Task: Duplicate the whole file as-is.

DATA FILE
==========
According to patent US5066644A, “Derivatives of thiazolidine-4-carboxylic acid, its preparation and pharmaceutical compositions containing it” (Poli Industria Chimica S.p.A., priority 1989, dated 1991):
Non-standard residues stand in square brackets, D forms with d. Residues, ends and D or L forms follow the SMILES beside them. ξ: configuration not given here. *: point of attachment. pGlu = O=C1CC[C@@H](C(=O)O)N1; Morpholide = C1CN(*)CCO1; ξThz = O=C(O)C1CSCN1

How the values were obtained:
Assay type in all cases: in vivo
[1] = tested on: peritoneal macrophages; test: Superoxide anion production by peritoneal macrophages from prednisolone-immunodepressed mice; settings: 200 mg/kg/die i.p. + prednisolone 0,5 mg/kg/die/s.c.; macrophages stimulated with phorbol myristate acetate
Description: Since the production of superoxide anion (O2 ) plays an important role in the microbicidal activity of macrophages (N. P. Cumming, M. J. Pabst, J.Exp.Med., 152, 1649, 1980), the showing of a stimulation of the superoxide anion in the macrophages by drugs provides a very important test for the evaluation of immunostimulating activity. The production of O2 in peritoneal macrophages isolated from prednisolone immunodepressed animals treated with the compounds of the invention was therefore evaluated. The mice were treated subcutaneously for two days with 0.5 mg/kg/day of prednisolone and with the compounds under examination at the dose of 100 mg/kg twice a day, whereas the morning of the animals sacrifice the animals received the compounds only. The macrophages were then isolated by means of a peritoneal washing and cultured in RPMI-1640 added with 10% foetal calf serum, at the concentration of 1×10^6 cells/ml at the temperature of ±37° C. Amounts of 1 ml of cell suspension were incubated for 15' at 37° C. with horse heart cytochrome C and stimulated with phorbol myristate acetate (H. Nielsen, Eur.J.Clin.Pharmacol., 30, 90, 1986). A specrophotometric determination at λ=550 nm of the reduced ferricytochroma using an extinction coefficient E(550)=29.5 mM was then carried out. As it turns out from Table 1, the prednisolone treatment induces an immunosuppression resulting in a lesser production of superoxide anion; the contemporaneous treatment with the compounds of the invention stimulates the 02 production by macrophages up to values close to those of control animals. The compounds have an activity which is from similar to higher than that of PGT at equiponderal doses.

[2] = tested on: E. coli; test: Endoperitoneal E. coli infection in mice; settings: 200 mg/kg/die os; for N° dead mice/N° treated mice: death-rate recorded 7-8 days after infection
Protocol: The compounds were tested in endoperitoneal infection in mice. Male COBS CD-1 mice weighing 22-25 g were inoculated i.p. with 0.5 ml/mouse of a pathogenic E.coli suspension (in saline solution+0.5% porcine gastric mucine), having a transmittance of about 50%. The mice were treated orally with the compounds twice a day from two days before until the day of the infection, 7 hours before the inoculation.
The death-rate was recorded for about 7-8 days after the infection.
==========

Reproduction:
According to patent US5066644A, “Derivatives of thiazolidine-4-carboxylic acid, its preparation and pharmaceutical compositions containing it” (Poli Industria Chimica S.p.A., priority 1989, dated 1991):
Non-standard residues stand in square brackets, D forms with d. Residues, ends and D or L forms follow the SMILES beside them. ξ: configuration not given here. *: point of attachment. pGlu = O=C1CC[C@@H](C(=O)O)N1; Morpholide = C1CN(*)CCO1; ξThz = O=C(O)C1CSCN1

How the values were obtained:
Assay type in all cases: in vivo
[1] = tested on: peritoneal macrophages; test: Superoxide anion production by peritoneal macrophages from prednisolone-immunodepressed mice; settings: 200 mg/kg/die i.p. + prednisolone 0,5 mg/kg/die/s.c.; macrophages stimulated with phorbol myristate acetate
Description: Since the production of superoxide anion (O2 ) plays an important role in the microbicidal activity of macrophages (N. P. Cumming, M. J. Pabst, J.Exp.Med., 152, 1649, 1980), the showing of a stimulation of the superoxide anion in the macrophages by drugs provides a very important test for the evaluation of immunostimulating activity. The production of O2 in peritoneal macrophages isolated from prednisolone immunodepressed animals treated with the compounds of the invention was therefore evaluated. The mice were treated subcutaneously for two days with 0.5 mg/kg/day of prednisolone and with the compounds under examination at the dose of 100 mg/kg twice a day, whereas the morning of the animals sacrifice the animals received the compounds only. The macrophages were then isolated by means of a peritoneal washing and cultured in RPMI-1640 added with 10% foetal calf serum, at the concentration of 1×10^6 cells/ml at the temperature of ±37° C. Amounts of 1 ml of cell suspension were incubated for 15' at 37° C. with horse heart cytochrome C and stimulated with phorbol myristate acetate (H. Nielsen, Eur.J.Clin.Pharmacol., 30, 90, 1986). A specrophotometric determination at λ=550 nm of the reduced ferricytochroma using an extinction coefficient E(550)=29.5 mM was then carried out. As it turns out from Table 1, the prednisolone treatment induces an immunosuppression resulting in a lesser production of superoxide anion; the contemporaneous treatment with the compounds of the invention stimulates the 02 production by macrophages up to values close to those of control animals. The compounds have an activity which is from similar to higher than that of PGT at equiponderal doses.

[2] = tested on: E. coli; test: Endoperitoneal E. coli infection in mice; settings: 200 mg/kg/die os; for N° dead mice/N° treated mice: death-rate recorded 7-8 days after infection
Protocol: The compounds were tested in endoperitoneal infection in mice. Male COBS CD-1 mice weighing 22-25 g were inoculated i.p. with 0.5 ml/mouse of a pathogenic E.coli suspension (in saline solution+0.5% porcine gastric mucine), having a transmittance of about 50%. The mice were treated orally with the compounds twice a day from two days before until the day of the infection, 7 hours before the inoculation.
The death-rate was recorded for about 7-8 days after the infection.